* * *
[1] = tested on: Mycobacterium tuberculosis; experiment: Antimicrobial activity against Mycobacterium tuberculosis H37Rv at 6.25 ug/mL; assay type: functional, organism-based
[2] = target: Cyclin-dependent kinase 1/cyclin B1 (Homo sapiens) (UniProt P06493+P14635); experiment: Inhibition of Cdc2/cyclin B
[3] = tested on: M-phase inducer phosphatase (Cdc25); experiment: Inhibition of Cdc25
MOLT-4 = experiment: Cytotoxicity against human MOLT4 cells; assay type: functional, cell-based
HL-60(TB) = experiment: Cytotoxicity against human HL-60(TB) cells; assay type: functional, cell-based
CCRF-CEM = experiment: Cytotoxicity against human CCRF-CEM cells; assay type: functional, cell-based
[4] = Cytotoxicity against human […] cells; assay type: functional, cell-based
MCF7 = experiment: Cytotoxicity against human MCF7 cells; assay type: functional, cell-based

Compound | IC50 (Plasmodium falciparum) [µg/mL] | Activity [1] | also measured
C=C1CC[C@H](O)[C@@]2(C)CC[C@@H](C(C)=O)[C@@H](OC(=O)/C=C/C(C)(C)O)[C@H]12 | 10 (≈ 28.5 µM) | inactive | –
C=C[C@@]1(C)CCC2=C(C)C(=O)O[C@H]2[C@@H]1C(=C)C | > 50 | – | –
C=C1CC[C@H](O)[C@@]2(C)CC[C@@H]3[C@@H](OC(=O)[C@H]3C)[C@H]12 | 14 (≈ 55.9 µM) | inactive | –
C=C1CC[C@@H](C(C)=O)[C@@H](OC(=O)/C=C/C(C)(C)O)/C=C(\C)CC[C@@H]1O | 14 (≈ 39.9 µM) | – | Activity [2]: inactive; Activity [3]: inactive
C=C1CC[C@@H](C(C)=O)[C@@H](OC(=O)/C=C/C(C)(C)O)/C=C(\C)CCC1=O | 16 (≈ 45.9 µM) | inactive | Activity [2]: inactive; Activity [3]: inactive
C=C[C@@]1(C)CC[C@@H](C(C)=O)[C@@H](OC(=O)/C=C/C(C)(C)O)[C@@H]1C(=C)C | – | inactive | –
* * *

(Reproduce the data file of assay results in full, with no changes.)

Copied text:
[1] = tested on: Mycobacterium tuberculosis; experiment: Antimicrobial activity against Mycobacterium tuberculosis H37Rv at 6.25 ug/mL; assay type: functional, organism-based
[2] = target: Cyclin-dependent kinase 1/cyclin B1 (Homo sapiens) (UniProt P06493+P14635); experiment: Inhibition of Cdc2/cyclin B
[3] = tested on: M-phase inducer phosphatase (Cdc25); experiment: Inhibition of Cdc25
MOLT-4 = experiment: Cytotoxicity against human MOLT4 cells; assay type: functional, cell-based
HL-60(TB) = experiment: Cytotoxicity against human HL-60(TB) cells; assay type: functional, cell-based
CCRF-CEM = experiment: Cytotoxicity against human CCRF-CEM cells; assay type: functional, cell-based
[4] = Cytotoxicity against human […] cells; assay type: functional, cell-based
MCF7 = experiment: Cytotoxicity against human MCF7 cells; assay type: functional, cell-based

Compound | IC50 (Plasmodium falciparum) [µg/mL] | Activity [1] | also measured
C=C1CC[C@H](O)[C@@]2(C)CC[C@@H](C(C)=O)[C@@H](OC(=O)/C=C/C(C)(C)O)[C@H]12 | 10 (≈ 28.5 µM) | inactive | –
C=C[C@@]1(C)CCC2=C(C)C(=O)O[C@H]2[C@@H]1C(=C)C | > 50 | – | –
C=C1CC[C@H](O)[C@@]2(C)CC[C@@H]3[C@@H](OC(=O)[C@H]3C)[C@H]12 | 14 (≈ 55.9 µM) | inactive | –
C=C1CC[C@@H](C(C)=O)[C@@H](OC(=O)/C=C/C(C)(C)O)/C=C(\C)CC[C@@H]1O | 14 (≈ 39.9 µM) | – | Activity [2]: inactive; Activity [3]: inactive
C=C1CC[C@@H](C(C)=O)[C@@H](OC(=O)/C=C/C(C)(C)O)/C=C(\C)CCC1=O | 16 (≈ 45.9 µM) | inactive | Activity [2]: inactive; Activity [3]: inactive
C=C[C@@]1(C)CC[C@@H](C(C)=O)[C@@H](OC(=O)/C=C/C(C)(C)O)[C@@H]1C(=C)C | – | inactive | –